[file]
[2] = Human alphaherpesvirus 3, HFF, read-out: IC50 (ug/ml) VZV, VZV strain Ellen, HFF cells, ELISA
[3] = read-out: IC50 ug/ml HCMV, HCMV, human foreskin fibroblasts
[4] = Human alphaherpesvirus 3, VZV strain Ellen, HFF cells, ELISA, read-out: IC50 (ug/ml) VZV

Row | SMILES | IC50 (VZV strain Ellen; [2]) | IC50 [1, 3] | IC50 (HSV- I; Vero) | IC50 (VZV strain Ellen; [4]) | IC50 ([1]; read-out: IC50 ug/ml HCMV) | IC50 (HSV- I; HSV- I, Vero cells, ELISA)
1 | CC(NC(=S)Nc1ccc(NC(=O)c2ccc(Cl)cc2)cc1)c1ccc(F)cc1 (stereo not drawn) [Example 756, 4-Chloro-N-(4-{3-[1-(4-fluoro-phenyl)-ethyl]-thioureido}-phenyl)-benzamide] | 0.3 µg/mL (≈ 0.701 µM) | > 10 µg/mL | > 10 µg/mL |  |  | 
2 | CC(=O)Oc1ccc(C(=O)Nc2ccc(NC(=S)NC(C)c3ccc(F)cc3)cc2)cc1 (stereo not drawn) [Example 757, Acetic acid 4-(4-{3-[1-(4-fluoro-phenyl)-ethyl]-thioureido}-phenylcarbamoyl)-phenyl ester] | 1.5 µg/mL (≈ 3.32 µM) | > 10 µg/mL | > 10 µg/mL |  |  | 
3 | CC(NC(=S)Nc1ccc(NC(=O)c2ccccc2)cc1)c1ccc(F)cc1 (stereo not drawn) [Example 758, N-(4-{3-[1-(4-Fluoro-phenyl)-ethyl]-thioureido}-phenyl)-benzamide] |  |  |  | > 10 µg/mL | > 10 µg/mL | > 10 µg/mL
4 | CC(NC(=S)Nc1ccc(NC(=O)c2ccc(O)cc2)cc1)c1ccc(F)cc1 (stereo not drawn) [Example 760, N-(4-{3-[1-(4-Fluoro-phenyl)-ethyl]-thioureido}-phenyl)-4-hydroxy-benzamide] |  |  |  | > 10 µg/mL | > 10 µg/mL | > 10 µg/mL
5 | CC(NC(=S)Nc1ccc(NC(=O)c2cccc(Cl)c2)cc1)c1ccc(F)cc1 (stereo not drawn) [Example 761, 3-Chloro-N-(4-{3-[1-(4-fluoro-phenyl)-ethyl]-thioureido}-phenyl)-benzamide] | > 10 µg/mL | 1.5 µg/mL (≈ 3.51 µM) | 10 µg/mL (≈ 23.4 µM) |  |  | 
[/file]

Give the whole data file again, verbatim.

[2] = Human alphaherpesvirus 3, HFF, read-out: IC50 (ug/ml) VZV, VZV strain Ellen, HFF cells, ELISA
[3] = read-out: IC50 ug/ml HCMV, HCMV, human foreskin fibroblasts
[4] = Human alphaherpesvirus 3, VZV strain Ellen, HFF cells, ELISA, read-out: IC50 (ug/ml) VZV

Row | SMILES | IC50 (VZV strain Ellen; [2]) | IC50 [1, 3] | IC50 (HSV- I; Vero) | IC50 (VZV strain Ellen; [4]) | IC50 ([1]; read-out: IC50 ug/ml HCMV) | IC50 (HSV- I; HSV- I, Vero cells, ELISA)
1 | CC(NC(=S)Nc1ccc(NC(=O)c2ccc(Cl)cc2)cc1)c1ccc(F)cc1 (stereo not drawn) [Example 756, 4-Chloro-N-(4-{3-[1-(4-fluoro-phenyl)-ethyl]-thioureido}-phenyl)-benzamide] | 0.3 µg/mL (≈ 0.701 µM) | > 10 µg/mL | > 10 µg/mL |  |  | 
2 | CC(=O)Oc1ccc(C(=O)Nc2ccc(NC(=S)NC(C)c3ccc(F)cc3)cc2)cc1 (stereo not drawn) [Example 757, Acetic acid 4-(4-{3-[1-(4-fluoro-phenyl)-ethyl]-thioureido}-phenylcarbamoyl)-phenyl ester] | 1.5 µg/mL (≈ 3.32 µM) | > 10 µg/mL | > 10 µg/mL |  |  | 
3 | CC(NC(=S)Nc1ccc(NC(=O)c2ccccc2)cc1)c1ccc(F)cc1 (stereo not drawn) [Example 758, N-(4-{3-[1-(4-Fluoro-phenyl)-ethyl]-thioureido}-phenyl)-benzamide] |  |  |  | > 10 µg/mL | > 10 µg/mL | > 10 µg/mL
4 | CC(NC(=S)Nc1ccc(NC(=O)c2ccc(O)cc2)cc1)c1ccc(F)cc1 (stereo not drawn) [Example 760, N-(4-{3-[1-(4-Fluoro-phenyl)-ethyl]-thioureido}-phenyl)-4-hydroxy-benzamide] |  |  |  | > 10 µg/mL | > 10 µg/mL | > 10 µg/mL
5 | CC(NC(=S)Nc1ccc(NC(=O)c2cccc(Cl)c2)cc1)c1ccc(F)cc1 (stereo not drawn) [Example 761, 3-Chloro-N-(4-{3-[1-(4-fluoro-phenyl)-ethyl]-thioureido}-phenyl)-benzamide] | > 10 µg/mL | 1.5 µg/mL (≈ 3.51 µM) | 10 µg/mL (≈ 23.4 µM) |  |  | 